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How I ended up becoming a chef in Ireland

December 30, 2016 | By | No Comments

Livia Polastri is from Brazil and studying as a full time student in Culinary Studies at Cork IT. In this blog she shares her passion for food and explains why she chose this course…

“You cannot get an influence from the cuisine of a country if you don’t understand it. You’ve got to study it.”
Chef Ferran Adria

Culinary Studies was the first and only option I had in mind when I applied for college in Ireland. There was nothing as interesting or as intense or that would bring out my most inner feelings. This course is for people who literally want to take their eating experience to a whole new level.

My first days in school were overwhelming – having recently arrived in a new country and immersed in a different language, my first days seemed like everything I had known for a lifetime collapsed into ground. I had to re-learn the name of kitchen utensils, pans, appliances, new ingredients (which are not typical of the tropical country where I am from) – literally everything. I had to re-learn many things from scratch. But on my third week I was more settled in and confident enough to blend my previous experience with everything I was learning here in Ireland.

The facilities in CIT include auditoriums for the theory classes, as well as regular classrooms. But our best classes happen in the kitchens – where we are able to exercise our “alchemy” and develop new skills. We have access to individual kitchens where each student has their own work station – a sink, boards, shelves and a stove. But the most exciting one is the production kitchen – a real sized working kitchen like would expect to see in any posh restaurant, where we work either individually or in teams in specific zones – and after that we have the chance of serving our own food for people who pay to eat it!

The Culinary Studies course at CIT allows students to total immerse themselces in Ireland and its food. Being able to practise and exercise what I love most in a new homeland is also providing me solid ground for my “Irishness” and the possibility of blending work with my passions. Although we create a lot of Irish food in the course, we also have the chance to expand our knowledge of “what” food is. Yes, there is a lot of French terms and recipes, but we also study food from a safety point of view – what to do and not to do to ensure your product will be one of quality.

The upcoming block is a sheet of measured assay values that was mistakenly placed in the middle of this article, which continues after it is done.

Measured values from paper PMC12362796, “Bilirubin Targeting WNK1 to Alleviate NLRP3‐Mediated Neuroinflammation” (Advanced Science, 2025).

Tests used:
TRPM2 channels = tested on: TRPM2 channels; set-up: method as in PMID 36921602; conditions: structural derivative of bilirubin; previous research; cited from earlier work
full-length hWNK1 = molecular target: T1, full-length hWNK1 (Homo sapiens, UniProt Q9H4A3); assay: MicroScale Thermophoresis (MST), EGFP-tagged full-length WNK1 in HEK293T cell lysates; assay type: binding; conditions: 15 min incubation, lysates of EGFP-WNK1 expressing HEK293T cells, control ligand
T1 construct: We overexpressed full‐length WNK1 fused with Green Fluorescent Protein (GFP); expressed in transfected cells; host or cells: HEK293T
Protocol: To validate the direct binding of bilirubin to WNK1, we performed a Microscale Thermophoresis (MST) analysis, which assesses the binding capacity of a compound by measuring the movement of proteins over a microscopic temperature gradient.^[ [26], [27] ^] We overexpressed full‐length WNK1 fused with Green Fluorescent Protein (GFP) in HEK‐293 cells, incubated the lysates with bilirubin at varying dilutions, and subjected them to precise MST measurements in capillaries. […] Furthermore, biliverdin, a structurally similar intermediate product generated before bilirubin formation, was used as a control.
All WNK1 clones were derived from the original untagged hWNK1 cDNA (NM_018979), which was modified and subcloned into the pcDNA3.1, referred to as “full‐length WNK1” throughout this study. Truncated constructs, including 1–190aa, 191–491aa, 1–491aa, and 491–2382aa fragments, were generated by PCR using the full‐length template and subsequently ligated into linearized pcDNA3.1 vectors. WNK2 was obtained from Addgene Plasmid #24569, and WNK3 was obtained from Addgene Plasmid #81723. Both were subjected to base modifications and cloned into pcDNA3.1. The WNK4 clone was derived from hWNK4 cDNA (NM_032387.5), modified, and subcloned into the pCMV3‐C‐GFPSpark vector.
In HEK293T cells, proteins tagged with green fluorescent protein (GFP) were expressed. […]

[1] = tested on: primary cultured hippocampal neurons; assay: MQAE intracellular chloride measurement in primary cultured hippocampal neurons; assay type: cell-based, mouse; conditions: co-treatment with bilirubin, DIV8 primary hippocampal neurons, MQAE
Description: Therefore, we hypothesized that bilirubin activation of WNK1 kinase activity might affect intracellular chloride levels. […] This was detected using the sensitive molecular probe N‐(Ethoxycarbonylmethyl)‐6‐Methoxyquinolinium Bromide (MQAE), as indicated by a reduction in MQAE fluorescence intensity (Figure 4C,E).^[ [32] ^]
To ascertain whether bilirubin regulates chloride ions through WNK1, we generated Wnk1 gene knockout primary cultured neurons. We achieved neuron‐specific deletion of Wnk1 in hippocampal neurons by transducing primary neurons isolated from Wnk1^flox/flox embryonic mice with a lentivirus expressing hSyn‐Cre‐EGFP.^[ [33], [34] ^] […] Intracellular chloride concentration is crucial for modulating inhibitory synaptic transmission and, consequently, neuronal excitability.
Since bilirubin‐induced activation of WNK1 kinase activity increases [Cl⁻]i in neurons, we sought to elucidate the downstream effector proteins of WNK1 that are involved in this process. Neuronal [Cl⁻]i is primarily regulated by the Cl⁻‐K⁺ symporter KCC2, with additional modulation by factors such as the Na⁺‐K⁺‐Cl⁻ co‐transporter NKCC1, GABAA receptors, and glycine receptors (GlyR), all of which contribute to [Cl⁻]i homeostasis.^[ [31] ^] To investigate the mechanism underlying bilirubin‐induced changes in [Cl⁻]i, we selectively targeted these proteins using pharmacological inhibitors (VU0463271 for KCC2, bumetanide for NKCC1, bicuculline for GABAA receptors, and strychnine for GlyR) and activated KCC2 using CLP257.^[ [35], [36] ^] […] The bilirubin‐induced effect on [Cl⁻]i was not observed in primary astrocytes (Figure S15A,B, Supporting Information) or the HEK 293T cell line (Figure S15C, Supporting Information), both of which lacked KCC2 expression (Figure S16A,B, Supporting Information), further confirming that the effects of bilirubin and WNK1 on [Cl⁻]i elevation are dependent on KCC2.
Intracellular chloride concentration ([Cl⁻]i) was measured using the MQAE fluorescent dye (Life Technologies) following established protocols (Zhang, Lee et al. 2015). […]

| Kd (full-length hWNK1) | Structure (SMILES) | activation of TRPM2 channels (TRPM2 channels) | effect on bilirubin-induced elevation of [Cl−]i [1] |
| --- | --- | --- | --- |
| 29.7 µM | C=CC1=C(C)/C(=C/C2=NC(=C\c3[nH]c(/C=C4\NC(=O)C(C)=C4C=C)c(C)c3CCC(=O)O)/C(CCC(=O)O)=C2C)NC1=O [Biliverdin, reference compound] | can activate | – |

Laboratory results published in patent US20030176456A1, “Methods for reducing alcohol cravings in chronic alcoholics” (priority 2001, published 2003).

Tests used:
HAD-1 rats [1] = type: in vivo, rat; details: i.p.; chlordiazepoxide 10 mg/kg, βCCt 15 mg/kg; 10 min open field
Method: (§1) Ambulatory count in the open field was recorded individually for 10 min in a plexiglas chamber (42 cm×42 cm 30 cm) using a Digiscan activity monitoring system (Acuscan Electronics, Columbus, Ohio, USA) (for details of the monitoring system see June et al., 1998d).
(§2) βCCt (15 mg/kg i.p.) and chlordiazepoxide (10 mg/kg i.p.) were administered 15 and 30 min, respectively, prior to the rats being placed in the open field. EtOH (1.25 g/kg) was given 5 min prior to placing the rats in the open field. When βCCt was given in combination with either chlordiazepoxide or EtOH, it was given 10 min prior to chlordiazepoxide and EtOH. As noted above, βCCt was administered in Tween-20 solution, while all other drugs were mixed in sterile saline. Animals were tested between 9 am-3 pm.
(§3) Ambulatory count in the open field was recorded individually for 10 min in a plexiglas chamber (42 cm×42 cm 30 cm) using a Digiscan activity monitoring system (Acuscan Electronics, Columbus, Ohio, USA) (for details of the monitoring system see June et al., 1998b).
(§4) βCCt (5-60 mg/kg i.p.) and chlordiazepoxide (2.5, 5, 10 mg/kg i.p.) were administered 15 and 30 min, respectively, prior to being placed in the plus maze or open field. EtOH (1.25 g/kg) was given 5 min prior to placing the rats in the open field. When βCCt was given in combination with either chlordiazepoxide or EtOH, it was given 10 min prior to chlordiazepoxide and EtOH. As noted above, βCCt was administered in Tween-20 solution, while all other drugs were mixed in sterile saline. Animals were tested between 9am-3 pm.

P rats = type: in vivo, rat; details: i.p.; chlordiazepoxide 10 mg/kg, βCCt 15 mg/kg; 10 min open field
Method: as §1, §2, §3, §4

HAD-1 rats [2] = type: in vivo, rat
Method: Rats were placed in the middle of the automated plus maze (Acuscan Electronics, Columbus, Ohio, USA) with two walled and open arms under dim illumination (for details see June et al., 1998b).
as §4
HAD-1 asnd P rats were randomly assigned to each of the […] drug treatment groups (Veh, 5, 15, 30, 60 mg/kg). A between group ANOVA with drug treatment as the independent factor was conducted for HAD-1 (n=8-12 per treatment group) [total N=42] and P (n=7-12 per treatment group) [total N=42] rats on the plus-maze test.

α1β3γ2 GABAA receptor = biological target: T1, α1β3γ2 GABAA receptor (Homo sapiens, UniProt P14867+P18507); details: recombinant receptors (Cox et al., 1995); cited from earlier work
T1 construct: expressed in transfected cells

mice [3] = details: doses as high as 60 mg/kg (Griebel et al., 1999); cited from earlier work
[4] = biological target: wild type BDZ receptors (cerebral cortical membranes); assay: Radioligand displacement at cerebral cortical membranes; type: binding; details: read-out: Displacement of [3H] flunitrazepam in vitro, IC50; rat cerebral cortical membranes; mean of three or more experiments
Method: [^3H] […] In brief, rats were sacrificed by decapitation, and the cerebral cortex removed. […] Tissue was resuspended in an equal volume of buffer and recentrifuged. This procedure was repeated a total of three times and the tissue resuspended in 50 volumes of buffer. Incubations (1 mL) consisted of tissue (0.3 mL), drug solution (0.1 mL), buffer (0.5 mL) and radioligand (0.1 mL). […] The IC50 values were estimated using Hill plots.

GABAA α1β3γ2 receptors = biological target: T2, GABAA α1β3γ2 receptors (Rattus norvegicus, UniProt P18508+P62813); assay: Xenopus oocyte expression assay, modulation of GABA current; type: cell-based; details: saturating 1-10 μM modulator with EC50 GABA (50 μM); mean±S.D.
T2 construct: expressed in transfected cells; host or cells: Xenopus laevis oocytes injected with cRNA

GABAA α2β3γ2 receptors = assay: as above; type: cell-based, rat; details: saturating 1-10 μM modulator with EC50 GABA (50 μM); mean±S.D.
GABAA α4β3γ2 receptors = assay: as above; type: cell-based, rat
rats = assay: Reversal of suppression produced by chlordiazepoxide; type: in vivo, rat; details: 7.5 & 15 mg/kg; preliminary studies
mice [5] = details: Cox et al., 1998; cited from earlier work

If you are someone like me – who had mostly cooked with your eyes and your heart, this course will definitely be a challenge. It is amazing to visualise all the science that lies behind a simple recipe. This course not only prepares you for become a professional “Master Chef”, but also has teachers who prepare you for the real pressures of employment and who allow you to visualise the “big picture”; the production process and how to think in terms of what to preparation and timing – essential skills as a chef. We are shown how to develop confidence using knives and how safe practice can lead  to faster movements; how to experiment and innovate with each little thing we do – from blending ingredients to finalising a dish and garnishing. This is a course for people who literally put their hearts into what they are doing!

If you are an adrenaline junkie and passionate about food, you should apply for Culinary Studies course at CIT. Loving what you do is the key to success and Ireland welcomes new chefs with open arms. The reward of providing culinary experience to someone is beyond what words can describe. Each chef – no matter what your cultural background is, has a unique print – the ability of analysing things from different perspectives, and the chance to create unique gastronomic experiences. Whoever leaves this course has the understanding that cooking goes beyond something “you do” in the kitchen. It is feeling, it is nourishment, it is passion and above all, it is art.

Interested in studying abroad? Visit the Education in Ireland website for more information

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